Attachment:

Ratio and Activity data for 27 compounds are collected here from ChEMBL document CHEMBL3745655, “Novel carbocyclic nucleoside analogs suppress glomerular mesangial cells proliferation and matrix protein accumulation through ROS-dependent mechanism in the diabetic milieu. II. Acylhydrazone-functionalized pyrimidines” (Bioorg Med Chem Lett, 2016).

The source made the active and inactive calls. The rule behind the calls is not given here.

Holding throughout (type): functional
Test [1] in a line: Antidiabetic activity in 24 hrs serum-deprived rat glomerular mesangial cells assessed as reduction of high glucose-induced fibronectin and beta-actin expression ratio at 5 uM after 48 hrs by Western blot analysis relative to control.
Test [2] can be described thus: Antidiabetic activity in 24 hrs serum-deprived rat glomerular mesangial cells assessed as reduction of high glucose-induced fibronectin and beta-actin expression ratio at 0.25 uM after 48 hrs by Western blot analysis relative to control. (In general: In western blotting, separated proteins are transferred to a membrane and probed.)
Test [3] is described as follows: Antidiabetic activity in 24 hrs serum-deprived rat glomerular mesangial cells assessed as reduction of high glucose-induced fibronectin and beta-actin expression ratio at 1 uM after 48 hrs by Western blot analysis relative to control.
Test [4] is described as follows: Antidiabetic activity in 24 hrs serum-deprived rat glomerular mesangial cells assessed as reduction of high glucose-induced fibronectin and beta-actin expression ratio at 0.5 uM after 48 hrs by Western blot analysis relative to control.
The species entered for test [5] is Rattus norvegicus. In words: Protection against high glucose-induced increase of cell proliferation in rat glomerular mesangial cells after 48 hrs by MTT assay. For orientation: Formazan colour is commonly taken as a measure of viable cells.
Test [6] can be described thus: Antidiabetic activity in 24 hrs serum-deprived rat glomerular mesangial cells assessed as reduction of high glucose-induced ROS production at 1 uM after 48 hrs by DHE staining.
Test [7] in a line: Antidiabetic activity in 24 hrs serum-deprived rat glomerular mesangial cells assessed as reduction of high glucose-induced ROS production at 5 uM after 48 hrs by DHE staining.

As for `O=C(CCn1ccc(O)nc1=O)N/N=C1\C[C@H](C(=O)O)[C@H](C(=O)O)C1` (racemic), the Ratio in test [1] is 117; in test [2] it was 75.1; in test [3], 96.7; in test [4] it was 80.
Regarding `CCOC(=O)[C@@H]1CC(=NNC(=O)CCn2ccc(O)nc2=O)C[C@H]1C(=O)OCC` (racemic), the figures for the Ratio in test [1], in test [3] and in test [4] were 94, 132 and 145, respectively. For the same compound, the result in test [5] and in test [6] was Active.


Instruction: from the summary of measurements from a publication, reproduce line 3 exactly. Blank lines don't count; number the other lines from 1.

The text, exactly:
Holding throughout (type): functional